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Morbidity and mortality weekly report, Vol. 1, no. 18, May 9, 1952
  • Published Date:
    May 9, 1952
Filetype[PDF - 736.32 KB]


Details:
  • Corporate Authors:
    United States, National Office of Vital Statistics
  • Series:
    Morbidity and mortality weekly report ; v. 1, no. 18
  • Document Type:
  • Description:
    Provisional statistics for specified notifiable diseases in the United States for week ended May 3, 1952 [p. 1-2] -- Provisional statistics for deaths in selected cities for week ended May 3, 1952 [p. 7]

    Epidemiological reports: Influenza [p. 1] – Typhoid fever [p. 1] – Gatroenteritis [p. 1]

    Table 1. Comparative data for cases of specified notifiable diseases: United States [p. 2] -- Cases of specified diseases with comparative data: United States, each division and state for week ended May 3, 1952 [p. 3-4] -- Table 3. Table 3. Cases of specified diseases: selected cities for week ended May 3, 1952 [p. 5-6] -- Table 4 Deaths in selected cities by geographic division [p. 7] -- Table 5. Table 5. Deaths in selected cities by geographic division for week ended May 3, 1952 [p. 8]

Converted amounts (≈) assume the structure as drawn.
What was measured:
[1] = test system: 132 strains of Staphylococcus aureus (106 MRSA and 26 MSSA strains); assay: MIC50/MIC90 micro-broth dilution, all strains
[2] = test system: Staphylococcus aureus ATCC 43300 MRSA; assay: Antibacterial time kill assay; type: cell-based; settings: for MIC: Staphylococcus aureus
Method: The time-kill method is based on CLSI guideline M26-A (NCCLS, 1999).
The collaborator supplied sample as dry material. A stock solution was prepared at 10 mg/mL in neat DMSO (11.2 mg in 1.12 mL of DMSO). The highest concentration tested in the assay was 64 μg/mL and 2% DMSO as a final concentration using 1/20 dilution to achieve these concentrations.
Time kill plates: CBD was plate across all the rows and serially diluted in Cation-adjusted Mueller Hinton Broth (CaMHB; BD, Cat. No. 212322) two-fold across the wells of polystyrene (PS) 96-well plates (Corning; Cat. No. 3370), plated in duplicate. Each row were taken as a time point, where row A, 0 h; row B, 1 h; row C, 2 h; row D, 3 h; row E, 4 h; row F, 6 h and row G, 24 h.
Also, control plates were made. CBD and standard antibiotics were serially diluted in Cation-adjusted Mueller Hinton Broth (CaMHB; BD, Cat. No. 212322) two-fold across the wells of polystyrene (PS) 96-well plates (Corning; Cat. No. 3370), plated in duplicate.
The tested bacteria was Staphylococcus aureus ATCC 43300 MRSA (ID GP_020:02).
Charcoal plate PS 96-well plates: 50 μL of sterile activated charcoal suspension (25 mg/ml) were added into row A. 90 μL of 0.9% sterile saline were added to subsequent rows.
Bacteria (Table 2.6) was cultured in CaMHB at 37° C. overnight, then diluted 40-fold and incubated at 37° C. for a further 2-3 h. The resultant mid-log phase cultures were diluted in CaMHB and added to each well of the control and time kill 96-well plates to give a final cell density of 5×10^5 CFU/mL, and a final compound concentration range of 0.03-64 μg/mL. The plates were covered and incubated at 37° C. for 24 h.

"Since ail reports indicate that influenza is no longer prevalent the publication of numbers of deaths from influenza and pneumonia in 58 cities is being temporarily discontinued. Late in the year when the disease is apt to reappear publication of these data will be resumed, although collection and tabulation will be continued throughout all months of the year. The data collected since the beginning of 1952 have been summarized and mortality rates calculated on an annual basis. The figures shown in the table of page 4 are average weekly rates for four 4-week periods. For comparison, data for 1951 and 1950 are included. The rates in one geographical area should not be compared with those of another since no correction has been made for residence. Changes in rates from one 4-week period to another in the same area may be indicative of the presence or absence of influenza. It will be noted in the table that there was a very slight increase in mortality in some areas during March of 1952, namely, in the New England and East South Central States. In 1951 influenza and pneumonia mortality rates rose much higher in the New England, Middle Atlantic, and Pacific States, and in 1950 the Mountain States showed the greatest amount of Increase. Excess mortality from all causes probably is a better indicator of influenza than mortality from influenza and pneumonia alone. However, such data have not been included in the present study." - p. 1

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